A week before death row inmate Julius Jones’ Stage 1 commutation hearing, media personality Kim Kardashian challenged her 69 million Twitter followers to phone the Oklahoma Pardon and Parole Board and advocate for his release.
“Tell them to send Julius Jones home to his family,” a narrator reads near the end of a video that Kardashian tweeted on March 1. “They’ve waited over two decades for justice.”
Former Oklahoma City Thunder star Russell Westbrook and Cleveland Browns quarterback Baker Mayfield have also called on the Board to issue a favorable commutation recommendation to Jones, a 40-year-old convicted of murdering Edmond businessman Paul Howell outside of his home in 1999. Advocates say Jones’ co-defendant, Christopher Jordan, framed him for the murder in an attempt to receive a reduced sentence.
By a 3-1 vote last week, the Board advanced Jones’ application to a Stage 2 hearing, a more comprehensive review where new evidence and testimony may be presented. A three-vote majority is required to advance the application to Gov. Kevin Stitt’s office for final consideration.
Ahead of this hearing, likely to happen sometime in June, questions linger about the scope of the Board’s power and how the commutation process plays out. This Q&A addresses common questions about the Oklahoma Pardon and Parole Board:
What does the Pardon and Parole Board do?
The Pardon and Parole Board is tasked with impartially reviewing pardon, parole, commutation and clemency applications submitted by state prisoners. The agency has about two dozen employees, including an executive director, assistant executive director, general counsel and several case investigators.
The Board may grant parole to nonviolent offenders, whose crimes are not listed in section 57, Title 571 of the Oklahoma State Statutes, without the governor’s approval. In clemency, commutation and violent parole cases, the Board forwards its favorable recommendations to the governor for a final decision.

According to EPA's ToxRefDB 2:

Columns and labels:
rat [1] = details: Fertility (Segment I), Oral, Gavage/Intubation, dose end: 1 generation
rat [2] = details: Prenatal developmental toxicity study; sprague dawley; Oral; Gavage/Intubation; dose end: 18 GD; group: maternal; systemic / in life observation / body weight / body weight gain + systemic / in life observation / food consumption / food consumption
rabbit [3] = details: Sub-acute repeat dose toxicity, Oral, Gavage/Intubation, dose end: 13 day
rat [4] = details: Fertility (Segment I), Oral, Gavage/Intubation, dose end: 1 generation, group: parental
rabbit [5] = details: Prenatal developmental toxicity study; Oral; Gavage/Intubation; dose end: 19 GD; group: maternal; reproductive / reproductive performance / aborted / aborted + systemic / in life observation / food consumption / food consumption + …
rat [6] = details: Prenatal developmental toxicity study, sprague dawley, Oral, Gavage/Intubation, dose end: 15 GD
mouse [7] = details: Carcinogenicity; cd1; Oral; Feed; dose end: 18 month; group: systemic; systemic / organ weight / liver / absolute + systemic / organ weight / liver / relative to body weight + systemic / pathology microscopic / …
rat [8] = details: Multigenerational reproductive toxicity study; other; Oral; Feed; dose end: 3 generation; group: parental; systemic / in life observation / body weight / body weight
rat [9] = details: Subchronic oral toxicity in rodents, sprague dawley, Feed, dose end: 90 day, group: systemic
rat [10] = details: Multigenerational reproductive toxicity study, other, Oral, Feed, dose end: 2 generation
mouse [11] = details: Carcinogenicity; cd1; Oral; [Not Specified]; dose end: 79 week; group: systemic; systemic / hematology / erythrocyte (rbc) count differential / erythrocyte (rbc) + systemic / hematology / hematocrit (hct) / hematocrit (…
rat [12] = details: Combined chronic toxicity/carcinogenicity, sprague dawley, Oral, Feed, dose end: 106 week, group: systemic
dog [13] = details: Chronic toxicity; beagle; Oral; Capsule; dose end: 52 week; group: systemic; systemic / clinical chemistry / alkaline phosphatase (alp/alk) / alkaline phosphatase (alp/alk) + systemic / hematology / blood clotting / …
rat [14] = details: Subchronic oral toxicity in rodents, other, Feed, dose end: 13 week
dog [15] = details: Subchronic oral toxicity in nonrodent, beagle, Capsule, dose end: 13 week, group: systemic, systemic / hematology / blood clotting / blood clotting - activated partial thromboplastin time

The governor appoints three out of five members and may set directives and recommendations. In February 2019, Gov. Kevin Stitt asked the board to assist in reducing the state’s prison population by releasing more nonviolent offenders.
What are the qualifications to be a board member?
They must hold a bachelor’s degree and have at least five years of experience in law enforcement, corrections, mental health, social work or a related field. Two of the five members are required to have training in social work, mental health or substance abuse services.
Three are appointed by the Governor, one by the Chief Justice of the Supreme Court and one by the presiding judge of the Court of Criminal Appeals. They serve four-year terms concurrent with the governor.
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Who are the current board members?
Allen McCall, appointed by Noma Gurich, Chief Justice of the Oklahoma Supreme Court. McCall is a retired judge who served in Comanche and Cotton counties from 1982 through 2013. His term expires in January 2023.
Larry Morris, appointed by Dana Keuhn, presiding judge of the Oklahoma Court of Criminal Appeals. Morris has more than 20 years of experience working as a juvenile counselor, social worker and probation officer. His term expires in January 2023.
Kelly Doyle, appointed by Stitt, is deputy executive director of the Center for Employment Opportunities, a nonprofit that helps formerly incarcerated people find work. Her term expires in January 2023.
Adam Luck, appointed by Stitt, is Chief Executive Officer of City Care, a nonprofit organization that provides housing assistance to low-income families in Oklahoma City. He previously served as a board member with the Oklahoma Department of Corrections. His term expires in January 2023.
Scott Williams, appointed by Stitt, is a former Office of Juvenile Affairs board member and Life.Church campus minister. On Monday, Stitt announced that he had appointed Williams to replace Robert Gilliland, a trial lawyer who resigned from the board in January due to health concerns. Williams holds a bachelor’s degree in psychology and master’s degree in criminal justice management and administration.
Jones will be granted time to speak directly with Pardon and Parole Board members at a hearing later this year.
What is commutation?
Commutation is a tool meant to correct an excessive or unjust sentence, not release an inmate from prison early or wipe their criminal record clean. In Oklahoma, a sentence may be eligible for commutation if:
- The statutory range of punishment for the crime has changed. For example, State Question 780 significantly reduced sentencing ranges for certain drug and property offenses. Following the enactment of House Bill 1269, a bill that made State Question 780 retroactive, the board recommended commutation to 527 inmates in an accelerated hearing.
- New evidence that wasn’t available at the time of trial has arisen. In the Julius Jones case, advocates say testimony from an Arkansas inmate that Christopher Jordan murdered Paul Howell casts serious doubt on Jones’ conviction.
- The Board, using its own discernment, finds the original sentence was unjust or excessive.
Can any inmate apply for commutation?
Yes. Prisoners can request an application from their facility’s law library or ask someone on the outside to mail them the form.